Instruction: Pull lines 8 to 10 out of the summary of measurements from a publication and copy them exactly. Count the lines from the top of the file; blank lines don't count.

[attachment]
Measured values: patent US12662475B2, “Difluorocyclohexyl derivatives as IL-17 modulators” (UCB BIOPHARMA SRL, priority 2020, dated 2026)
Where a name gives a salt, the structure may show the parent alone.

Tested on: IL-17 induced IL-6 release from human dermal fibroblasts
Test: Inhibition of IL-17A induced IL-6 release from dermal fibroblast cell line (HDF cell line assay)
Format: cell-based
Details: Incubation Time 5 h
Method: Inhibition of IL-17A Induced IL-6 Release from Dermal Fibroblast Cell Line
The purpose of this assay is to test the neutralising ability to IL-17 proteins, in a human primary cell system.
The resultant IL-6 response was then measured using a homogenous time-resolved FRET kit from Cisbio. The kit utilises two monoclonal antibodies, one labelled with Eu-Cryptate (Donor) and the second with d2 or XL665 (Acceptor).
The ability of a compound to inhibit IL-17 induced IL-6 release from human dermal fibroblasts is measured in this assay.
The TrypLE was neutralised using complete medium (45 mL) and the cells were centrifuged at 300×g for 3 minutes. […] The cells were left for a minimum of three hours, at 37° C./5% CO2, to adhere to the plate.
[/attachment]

The purpose of this assay is to test the neutralising ability to IL-17 proteins, in a human primary cell system.
The resultant IL-6 response was then measured using a homogenous time-resolved FRET kit from Cisbio. The kit utilises two monoclonal antibodies, one labelled with Eu-Cryptate (Donor) and the second with d2 or XL665 (Acceptor).
The ability of a compound to inhibit IL-17 induced IL-6 release from human dermal fibroblasts is measured in this assay.